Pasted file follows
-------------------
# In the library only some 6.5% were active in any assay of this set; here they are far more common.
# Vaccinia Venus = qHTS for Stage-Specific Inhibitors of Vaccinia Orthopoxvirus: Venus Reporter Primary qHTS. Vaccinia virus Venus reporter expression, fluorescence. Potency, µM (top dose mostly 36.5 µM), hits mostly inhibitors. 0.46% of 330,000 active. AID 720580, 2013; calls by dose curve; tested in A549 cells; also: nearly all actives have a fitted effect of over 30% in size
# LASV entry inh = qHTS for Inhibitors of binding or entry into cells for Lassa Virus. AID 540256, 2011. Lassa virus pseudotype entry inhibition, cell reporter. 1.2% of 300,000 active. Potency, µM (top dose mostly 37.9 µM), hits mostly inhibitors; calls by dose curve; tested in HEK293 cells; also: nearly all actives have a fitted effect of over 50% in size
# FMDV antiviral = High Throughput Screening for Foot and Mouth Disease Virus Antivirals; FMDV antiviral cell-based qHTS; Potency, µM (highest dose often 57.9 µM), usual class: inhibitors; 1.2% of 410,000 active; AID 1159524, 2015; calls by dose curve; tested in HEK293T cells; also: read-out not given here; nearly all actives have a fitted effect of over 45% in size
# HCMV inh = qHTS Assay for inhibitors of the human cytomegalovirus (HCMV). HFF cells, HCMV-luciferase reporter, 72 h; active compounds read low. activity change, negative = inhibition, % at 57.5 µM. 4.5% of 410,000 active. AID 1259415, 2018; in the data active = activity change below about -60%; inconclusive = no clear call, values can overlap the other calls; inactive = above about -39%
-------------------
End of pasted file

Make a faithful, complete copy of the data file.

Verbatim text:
# In the library only some 6.5% were active in any assay of this set; here they are far more common.
# Vaccinia Venus = qHTS for Stage-Specific Inhibitors of Vaccinia Orthopoxvirus: Venus Reporter Primary qHTS. Vaccinia virus Venus reporter expression, fluorescence. Potency, µM (top dose mostly 36.5 µM), hits mostly inhibitors. 0.46% of 330,000 active. AID 720580, 2013; calls by dose curve; tested in A549 cells; also: nearly all actives have a fitted effect of over 30% in size
# LASV entry inh = qHTS for Inhibitors of binding or entry into cells for Lassa Virus. AID 540256, 2011. Lassa virus pseudotype entry inhibition, cell reporter. 1.2% of 300,000 active. Potency, µM (top dose mostly 37.9 µM), hits mostly inhibitors; calls by dose curve; tested in HEK293 cells; also: nearly all actives have a fitted effect of over 50% in size
# FMDV antiviral = High Throughput Screening for Foot and Mouth Disease Virus Antivirals; FMDV antiviral cell-based qHTS; Potency, µM (highest dose often 57.9 µM), usual class: inhibitors; 1.2% of 410,000 active; AID 1159524, 2015; calls by dose curve; tested in HEK293T cells; also: read-out not given here; nearly all actives have a fitted effect of over 45% in size
# HCMV inh = qHTS Assay for inhibitors of the human cytomegalovirus (HCMV). HFF cells, HCMV-luciferase reporter, 72 h; active compounds read low. activity change, negative = inhibition, % at 57.5 µM. 4.5% of 410,000 active. AID 1259415, 2018; in the data active = activity change below about -60%; inconclusive = no clear call, values can overlap the other calls; inactive = above about -39%